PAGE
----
Knowledge and Life, Connected Person to Person
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- Registration Date : 2020-03-02
Reflections on Teaching
Knowledge and Life, Connected Person to Person
Professor Kim Hyung-gyu (UST-Korea Atomic Energy Research Institute (KAERI) Campus)
Tribology, though we’re not often familiar with this name, is the science that is applied in a variety fields of science from mechanical engineering, bio, nano, aerospace engineering to energy development. It’s the science and engineering of interacting surfaces in relative motion, which includes the study and application of the principles of friction, wear and lubrication. The mechanical stress when two objects interact can cause fatal damage and tribology is responsible for preventing this problem. There’s an expert at UST-KAERI Campus who has dedicated 30 years to this field of study: Kim Hyung-gyu, the professor and president of the Korean Tribology Society.
New Teacher who Wishes to Promote the Field of Tribology
Tribology technology is closely embedded in everyday of our lives. For instance, tribology technology applied in automobile engines reduces the vibration and noise of the car and enhances its fuel efficiency. It also secures the mechanical stability of different types of biomaterial such as artificial joints. In nuclear power generation, when nuclear fuel constantly vibrates from coolant flowing through the reactor, it’s important to construct nuclear fuel in a way that the vibration doesn’t damage the process, this is where tribology technology can come to the rescue.
However, this versatile and essential technology is not a popular subject in schools. Professor Kim’s main field is to mechanically approach the failure issue. It’s rare to find a school that teaches this particular section of tribology among its various differing fields. He was always sad and concerned about this shortage. His philosophy, whoever learns the knowledge first should always pass it down to another, left him apprehensive about the fact that there are not enough people to teach the subject. So he made a decision to be part of UST to teach students himself.
“I’ve always been interested in UST. UST students are exposed to an environment where their education revolves around practical research in different areas in the center of their field. But I thought they don’t have enough opportunity for the basic curriculum to be applied in many real ways. Because of this, I was determined to teach students at UST.”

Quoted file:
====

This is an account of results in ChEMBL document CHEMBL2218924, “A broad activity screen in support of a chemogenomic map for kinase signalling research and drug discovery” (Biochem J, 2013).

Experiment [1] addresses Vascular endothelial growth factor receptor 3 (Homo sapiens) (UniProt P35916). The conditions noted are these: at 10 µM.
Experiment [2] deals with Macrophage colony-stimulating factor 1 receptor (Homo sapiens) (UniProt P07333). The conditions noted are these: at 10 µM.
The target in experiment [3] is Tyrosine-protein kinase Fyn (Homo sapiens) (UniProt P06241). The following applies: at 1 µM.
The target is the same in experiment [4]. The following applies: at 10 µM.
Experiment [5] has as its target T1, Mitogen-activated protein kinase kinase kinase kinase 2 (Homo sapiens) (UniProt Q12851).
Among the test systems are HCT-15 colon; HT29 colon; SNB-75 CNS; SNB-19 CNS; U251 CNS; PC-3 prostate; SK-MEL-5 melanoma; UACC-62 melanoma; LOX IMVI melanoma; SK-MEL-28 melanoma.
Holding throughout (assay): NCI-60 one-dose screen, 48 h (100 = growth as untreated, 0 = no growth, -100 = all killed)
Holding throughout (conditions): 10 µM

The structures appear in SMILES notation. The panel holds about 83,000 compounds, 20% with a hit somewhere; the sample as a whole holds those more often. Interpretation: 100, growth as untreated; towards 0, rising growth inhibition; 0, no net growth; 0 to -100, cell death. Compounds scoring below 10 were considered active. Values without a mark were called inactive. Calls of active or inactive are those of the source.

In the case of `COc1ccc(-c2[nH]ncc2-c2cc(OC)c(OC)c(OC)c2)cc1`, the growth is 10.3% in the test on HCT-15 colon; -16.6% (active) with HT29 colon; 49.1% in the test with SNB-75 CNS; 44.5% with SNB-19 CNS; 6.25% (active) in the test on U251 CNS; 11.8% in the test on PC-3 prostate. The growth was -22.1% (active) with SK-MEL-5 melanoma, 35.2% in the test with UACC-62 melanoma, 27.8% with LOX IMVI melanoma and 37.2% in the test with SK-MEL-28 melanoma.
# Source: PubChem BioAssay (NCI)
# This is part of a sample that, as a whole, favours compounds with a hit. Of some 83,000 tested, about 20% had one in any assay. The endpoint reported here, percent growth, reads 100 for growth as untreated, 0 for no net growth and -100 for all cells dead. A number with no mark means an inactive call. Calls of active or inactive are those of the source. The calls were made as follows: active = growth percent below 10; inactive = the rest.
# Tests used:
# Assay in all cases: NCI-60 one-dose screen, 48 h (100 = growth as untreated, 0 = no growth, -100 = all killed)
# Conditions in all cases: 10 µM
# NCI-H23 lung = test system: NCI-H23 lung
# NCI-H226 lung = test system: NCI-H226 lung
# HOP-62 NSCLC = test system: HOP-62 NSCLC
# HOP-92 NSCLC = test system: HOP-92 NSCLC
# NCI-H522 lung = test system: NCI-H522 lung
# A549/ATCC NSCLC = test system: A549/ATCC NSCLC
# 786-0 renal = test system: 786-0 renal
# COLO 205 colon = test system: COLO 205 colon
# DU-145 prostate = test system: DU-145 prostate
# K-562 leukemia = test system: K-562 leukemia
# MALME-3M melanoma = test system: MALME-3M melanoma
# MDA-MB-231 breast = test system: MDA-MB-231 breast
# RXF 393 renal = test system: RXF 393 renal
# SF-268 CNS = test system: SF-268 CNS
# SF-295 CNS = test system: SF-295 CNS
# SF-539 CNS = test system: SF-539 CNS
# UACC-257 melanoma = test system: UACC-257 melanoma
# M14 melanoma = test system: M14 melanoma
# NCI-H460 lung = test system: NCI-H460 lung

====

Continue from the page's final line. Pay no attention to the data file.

Professor Kim started working at UST in 2018. His lecture includes Tribology Analysis and Failure Analysis and Design. There were only three students who took the class, because they are new subjects and the field is fairly unknown to students. However, it doesn’t let Professor Kim down because tribology technology will be more needed as general industrial technology develops further, and people will begin seeing the value of tribology. He also saw the strong passion in UST students who have taken his classes.
A Word for Young Scientists and Students
It was in 1986 Professor Kim started his job at Korea Atomic Energy Research Institute (KAERI). He earnestly lived the 1990s when Korea poured its energy into establishing nuclear power technology independence. He has been conducting analytical and experimental research on wear and contact fatigue damage of nuclear equipment including nuclear fuel. Time flew by and it’s been more than 30 years since he became part of KAERI. Reflecting on his past, he hopes to tell the story of his experience to those who live in the past and dream of the future because he believes that life and knowledge is passed down from person to person.
So we asked him what kind of experience he wants to tell to the young scientists and students in the emerging science field. He answered,
Professor Kim proclaims the role of “bearer.” He says that since the root of technology is the mind, it would be meaningless without sharing the mind first. This message is especially more important, considering the time, from the late 1980s to 90s, when he was working hard to achieve Korea’s independence in nuclear technology. The effort he dedicated has improved Korea’s nuclear technology to the point where we now export the technology to other countries. But it also means young people these days don’t get to have the same experience as a pioneer anymore.
“What I learned from my experience offers a different aspect and value. I want to convey that, too, though unfortunately I can’t give them the direct experience. If more experienced people like me are not willing to share, all the stories behind us basically remain dead.”
At the end of the interview, Professor Kim shared the Song dynasty’s scholar Zhu Xi’s poem; it’s a poem that has reminded him of patience whenever he felt anxious in his pursuit of study or research since his high school years. We hope it resonates with young scientists and students in the science field, as well, who might also feel pressured and have a difficult time.
His mind is full of stories that young scientists and students are not aware of. We urge you to listen carefully to Professor Kim’s story. You will be able to find the pieces, shining like stars that should be passed down to our next generation―the important stories that will preserve the precious value and connect generations.